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Digging Up the Bodies

The skeleton of convicted murderer William Burke exhibited in the Anatomy Museum of the Edinburgh Medical School. Wikimedia Commons.

The skeleton of convicted murderer William Burke exhibited in the Anatomy Museum of the Edinburgh Medical School. Wikimedia Commons.

Crime? It’s as old as history. Detecting crime? Only as old as science. And when it comes to poison most foul, the 19th century is when you want to go. Real forensics began during that century, and much of the credit belongs to a transplanted Spaniard. Mateu Orfila created the first work of forensic toxicology, Traité des Poisons, which was first published in 1814 (and is now living a blameless life in CHF’s rare books collection). Orfila’s pursuit of justice through forensics made corpses of many animals. Orfila fed his lab animals different poisons, watched the often painful results, and then dissected the bodies to find out how the poisons killed. Other scientists built on this early work, including chemist James Marsh, creator of a test for arsenic that bears his name.

Apart from deliberate poisonings, there were also the inadvertent self-poisonings, in which Victorians again took the lead. James C. Whorton describes the many ways that arsenic entered and occasionally ended the lives of adults and children in 19th-century Britain. On the plus side, arsenic may well have given rise to the first environmental health and safety movement.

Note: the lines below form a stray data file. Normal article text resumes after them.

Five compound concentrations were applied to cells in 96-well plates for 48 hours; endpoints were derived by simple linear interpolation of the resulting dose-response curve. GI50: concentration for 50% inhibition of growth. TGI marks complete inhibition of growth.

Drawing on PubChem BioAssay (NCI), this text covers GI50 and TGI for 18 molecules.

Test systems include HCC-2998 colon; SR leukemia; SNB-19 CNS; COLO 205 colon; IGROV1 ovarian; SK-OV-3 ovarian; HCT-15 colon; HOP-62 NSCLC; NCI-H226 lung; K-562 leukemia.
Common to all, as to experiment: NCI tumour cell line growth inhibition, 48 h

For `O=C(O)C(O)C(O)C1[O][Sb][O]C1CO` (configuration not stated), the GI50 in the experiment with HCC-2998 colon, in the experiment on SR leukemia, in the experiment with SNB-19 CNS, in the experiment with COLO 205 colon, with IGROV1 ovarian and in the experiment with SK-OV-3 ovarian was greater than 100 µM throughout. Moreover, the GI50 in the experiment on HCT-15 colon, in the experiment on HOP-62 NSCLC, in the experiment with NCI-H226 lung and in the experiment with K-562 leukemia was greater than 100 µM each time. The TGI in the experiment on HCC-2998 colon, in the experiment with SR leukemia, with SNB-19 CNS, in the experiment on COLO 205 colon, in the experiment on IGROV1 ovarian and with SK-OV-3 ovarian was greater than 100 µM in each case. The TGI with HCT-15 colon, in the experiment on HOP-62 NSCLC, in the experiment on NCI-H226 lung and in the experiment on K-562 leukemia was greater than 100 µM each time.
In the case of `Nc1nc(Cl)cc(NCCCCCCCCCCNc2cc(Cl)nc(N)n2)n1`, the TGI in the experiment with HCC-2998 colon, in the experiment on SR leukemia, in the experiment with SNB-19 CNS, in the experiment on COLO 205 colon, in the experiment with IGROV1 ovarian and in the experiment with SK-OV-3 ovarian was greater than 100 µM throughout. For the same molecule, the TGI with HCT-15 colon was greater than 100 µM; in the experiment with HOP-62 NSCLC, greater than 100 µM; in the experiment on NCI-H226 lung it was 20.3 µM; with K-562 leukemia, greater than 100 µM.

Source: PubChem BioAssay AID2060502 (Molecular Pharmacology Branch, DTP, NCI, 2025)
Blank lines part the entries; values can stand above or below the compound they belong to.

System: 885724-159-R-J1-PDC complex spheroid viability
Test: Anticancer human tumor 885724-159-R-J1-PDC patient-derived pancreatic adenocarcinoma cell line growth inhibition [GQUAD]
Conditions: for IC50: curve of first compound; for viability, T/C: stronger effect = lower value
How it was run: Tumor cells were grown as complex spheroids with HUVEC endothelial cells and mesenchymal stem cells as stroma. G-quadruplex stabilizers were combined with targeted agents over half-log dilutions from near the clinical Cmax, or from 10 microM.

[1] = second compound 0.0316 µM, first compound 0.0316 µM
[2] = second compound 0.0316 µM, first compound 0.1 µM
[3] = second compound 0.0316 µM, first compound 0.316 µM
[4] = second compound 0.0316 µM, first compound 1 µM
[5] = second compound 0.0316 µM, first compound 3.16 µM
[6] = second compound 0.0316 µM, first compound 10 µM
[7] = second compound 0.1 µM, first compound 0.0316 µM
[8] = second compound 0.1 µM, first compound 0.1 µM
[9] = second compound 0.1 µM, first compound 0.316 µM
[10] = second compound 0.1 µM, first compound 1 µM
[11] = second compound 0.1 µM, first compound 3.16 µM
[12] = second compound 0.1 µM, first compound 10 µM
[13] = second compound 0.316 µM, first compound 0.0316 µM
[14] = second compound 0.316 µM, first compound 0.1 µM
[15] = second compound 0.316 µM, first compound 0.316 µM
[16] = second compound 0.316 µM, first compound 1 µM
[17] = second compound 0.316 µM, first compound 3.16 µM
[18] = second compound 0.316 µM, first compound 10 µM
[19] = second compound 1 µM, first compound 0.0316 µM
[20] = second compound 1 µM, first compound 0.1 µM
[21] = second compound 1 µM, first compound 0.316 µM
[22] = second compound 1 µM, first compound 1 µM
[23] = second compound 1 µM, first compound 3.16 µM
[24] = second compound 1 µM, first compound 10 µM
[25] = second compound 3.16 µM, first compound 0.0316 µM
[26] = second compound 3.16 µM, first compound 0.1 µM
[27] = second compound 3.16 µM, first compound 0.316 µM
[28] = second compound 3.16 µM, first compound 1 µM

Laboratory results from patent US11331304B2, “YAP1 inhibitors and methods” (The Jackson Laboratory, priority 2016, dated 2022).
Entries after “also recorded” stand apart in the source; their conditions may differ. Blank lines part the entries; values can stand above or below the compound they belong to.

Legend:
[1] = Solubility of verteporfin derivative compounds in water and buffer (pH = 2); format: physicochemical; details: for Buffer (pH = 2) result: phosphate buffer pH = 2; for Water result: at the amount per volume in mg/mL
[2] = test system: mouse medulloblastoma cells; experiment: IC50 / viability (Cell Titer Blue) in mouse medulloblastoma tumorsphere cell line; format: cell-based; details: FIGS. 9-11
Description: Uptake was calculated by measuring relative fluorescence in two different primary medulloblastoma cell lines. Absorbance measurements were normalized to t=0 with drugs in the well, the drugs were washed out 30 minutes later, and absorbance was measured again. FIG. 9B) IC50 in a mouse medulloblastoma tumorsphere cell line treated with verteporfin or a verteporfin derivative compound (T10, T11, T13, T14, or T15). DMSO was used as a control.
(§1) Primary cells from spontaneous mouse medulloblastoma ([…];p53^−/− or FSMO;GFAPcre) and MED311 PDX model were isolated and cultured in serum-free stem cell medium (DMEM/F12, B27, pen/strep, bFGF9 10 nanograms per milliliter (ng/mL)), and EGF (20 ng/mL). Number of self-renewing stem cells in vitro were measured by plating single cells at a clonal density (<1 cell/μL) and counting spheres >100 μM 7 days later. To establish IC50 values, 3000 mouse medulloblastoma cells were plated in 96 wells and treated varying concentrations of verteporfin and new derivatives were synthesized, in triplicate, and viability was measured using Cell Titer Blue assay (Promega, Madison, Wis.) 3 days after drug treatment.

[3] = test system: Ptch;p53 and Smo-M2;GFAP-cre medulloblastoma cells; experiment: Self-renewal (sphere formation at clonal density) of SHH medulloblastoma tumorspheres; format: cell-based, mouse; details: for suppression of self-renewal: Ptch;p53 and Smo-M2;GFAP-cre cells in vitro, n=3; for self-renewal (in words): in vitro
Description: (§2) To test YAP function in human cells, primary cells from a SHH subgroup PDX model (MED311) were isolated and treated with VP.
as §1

But detection is more difficult and less certain than all the CSI shows would have us believe. We expect certainty from our experts and their science. But if there’s one thing that history repeatedly tells us, it is that evidence is not always as solid as it seems, even when it comes to arsenic. Prefiguring the Arsenic Wars shows how tricky proof could be in early 19th-century America.

Poisoning isn’t the only way to kill. And sometimes questions of guilt or innocence go deeper than science can reach, as in a famous 19th-century bombing case that set the course for organized labor in the United States.

Back in England, history provides tales as outlandish as any found in fiction. William Palmer is a case in point, and a defendant in a case that riveted the British public. In 1856 Palmer, a doctor, was accused of poisoning in succession his mother-in-law, his wife, his brother, and finishing off with his betting partner. (So much for do no harm.) More about Palmer can be found in our crime podcast, which also looks at the biggest serial murder case in U.S. history.

Poison is a hidden weapon, often mistaken for natural causes, and requires an expert to uncover. All of which make poison perfect for crime fiction. In this video Lee Berry talks about the golden age of British crime fiction.

Perhaps we like crime stories and CSI shows so much because the case is always solved. But remember, certainty is only guaranteed in fiction.

Watch our #HistChem episode on forensics, “Digging up the Bodies: Debunking CSI and Other Forensic Myths.”

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